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queen parliament toronto

Queen and Parliament is about to get a new lease on life

Something exciting is happening at Queen and Parliament.

For eight months or so, the building that once housed Marty Millionaire has been surrounded by scaffolding as construction crews slowly peeled away its thick teal coating, but now the restored exterior has started to emerge — and boy does it look good.

The early 20th century building is being remade as the future home of WE Charity's Global Learning Centre, which marks a significant expansion for the company previously known as Free the Children.

345 queen street east

What the building looked like in 1913. Photo via the Toronto Archives.

While 339-345 Queen St. E. spent over a century of its life as a furniture store — first as Home Furniture Carpet Co. and then as Marty Millionaire — it'll now host virtual classrooms, meeting spaces, and an incubation hub for start-up organizations supported by WE.

345 queen street east toronto

Interior work is progressing on the upper floors. Photo via Kohn Parternership Architects.

Restoration work has been overseen by Kohn Partnership Architects, which continues on with the goal of a summer opening. Interior photos reveal a space that will be flooded with natural light and marked by wooden beams and exposed brick.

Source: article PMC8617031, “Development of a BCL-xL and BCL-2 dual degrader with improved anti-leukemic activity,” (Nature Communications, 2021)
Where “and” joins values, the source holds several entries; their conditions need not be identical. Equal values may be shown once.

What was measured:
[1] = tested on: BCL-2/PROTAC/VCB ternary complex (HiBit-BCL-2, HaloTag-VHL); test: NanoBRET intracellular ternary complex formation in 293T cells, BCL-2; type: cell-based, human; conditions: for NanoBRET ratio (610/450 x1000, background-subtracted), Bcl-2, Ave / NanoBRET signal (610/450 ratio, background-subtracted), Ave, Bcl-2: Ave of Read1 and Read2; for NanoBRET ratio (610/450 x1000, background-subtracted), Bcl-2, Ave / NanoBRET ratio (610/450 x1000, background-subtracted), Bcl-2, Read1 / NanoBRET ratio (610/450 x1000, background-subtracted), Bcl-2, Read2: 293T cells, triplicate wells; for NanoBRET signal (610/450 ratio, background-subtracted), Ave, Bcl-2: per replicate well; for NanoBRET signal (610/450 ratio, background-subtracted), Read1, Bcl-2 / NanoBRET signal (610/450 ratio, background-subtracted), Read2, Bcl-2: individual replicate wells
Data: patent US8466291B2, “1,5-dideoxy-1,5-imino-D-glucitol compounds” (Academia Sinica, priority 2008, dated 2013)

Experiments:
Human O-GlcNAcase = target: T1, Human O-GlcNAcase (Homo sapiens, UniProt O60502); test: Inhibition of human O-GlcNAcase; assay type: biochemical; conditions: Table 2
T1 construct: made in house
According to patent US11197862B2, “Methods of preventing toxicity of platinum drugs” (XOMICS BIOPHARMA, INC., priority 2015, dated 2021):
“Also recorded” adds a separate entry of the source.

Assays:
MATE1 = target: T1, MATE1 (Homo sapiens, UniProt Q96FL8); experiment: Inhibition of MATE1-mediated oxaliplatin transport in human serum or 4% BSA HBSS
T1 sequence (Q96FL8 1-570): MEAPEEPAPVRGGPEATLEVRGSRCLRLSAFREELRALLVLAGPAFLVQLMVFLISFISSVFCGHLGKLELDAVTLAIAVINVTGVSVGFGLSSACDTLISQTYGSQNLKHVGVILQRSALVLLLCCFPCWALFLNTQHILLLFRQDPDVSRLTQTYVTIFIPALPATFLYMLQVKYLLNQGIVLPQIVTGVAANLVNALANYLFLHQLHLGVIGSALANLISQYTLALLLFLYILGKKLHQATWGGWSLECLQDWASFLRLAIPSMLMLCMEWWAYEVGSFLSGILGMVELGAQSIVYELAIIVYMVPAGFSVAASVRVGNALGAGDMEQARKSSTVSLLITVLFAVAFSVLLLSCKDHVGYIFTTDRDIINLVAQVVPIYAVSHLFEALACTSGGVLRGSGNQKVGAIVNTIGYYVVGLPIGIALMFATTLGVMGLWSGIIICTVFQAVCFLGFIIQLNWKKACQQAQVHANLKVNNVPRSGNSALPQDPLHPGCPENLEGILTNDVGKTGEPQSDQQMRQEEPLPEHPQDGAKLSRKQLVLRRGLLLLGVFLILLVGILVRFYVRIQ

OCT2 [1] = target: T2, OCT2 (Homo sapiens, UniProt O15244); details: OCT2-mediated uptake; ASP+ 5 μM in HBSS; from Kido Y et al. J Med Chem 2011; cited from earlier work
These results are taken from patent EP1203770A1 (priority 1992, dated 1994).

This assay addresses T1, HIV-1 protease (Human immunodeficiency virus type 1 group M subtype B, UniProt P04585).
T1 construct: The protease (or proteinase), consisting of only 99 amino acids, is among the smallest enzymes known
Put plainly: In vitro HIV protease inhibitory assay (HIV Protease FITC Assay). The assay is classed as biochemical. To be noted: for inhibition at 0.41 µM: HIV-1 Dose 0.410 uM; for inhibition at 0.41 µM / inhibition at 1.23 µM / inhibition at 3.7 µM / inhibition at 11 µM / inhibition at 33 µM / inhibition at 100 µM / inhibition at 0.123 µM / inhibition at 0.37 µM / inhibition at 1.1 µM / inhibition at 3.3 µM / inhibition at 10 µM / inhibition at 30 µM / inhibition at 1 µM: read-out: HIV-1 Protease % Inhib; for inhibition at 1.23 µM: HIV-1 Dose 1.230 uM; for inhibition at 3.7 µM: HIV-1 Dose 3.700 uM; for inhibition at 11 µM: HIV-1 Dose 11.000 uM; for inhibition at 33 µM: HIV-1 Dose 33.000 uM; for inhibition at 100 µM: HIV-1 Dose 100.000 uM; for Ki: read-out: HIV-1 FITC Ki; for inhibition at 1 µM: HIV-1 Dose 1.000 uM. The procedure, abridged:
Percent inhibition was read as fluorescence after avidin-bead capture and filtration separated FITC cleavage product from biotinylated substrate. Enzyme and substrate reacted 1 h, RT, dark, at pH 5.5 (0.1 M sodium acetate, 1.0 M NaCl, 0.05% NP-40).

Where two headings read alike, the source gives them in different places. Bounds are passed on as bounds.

345 queen street east toronto

Looking west at the newly restored facade. Photo by Derek Flack.

Sometimes a project like this can provide a big boost to the surrounding neighbourhood. Marty Millionaire certainly had a quirky appeal, but the new space will animate the corner with scores of young people working at the Global Learning Centre.

WE has noted that it chose this location partially because of its proximity to Regent Park and Cabbagetown, two communities the charity has strong relationships with thanks to outreach efforts from its current offices at Carlton and Parliament.

There's still work left to be done, but you can expect the restored building to inject new life into the intersection and Corktown as a whole.

Lead photo by

Derek Flack


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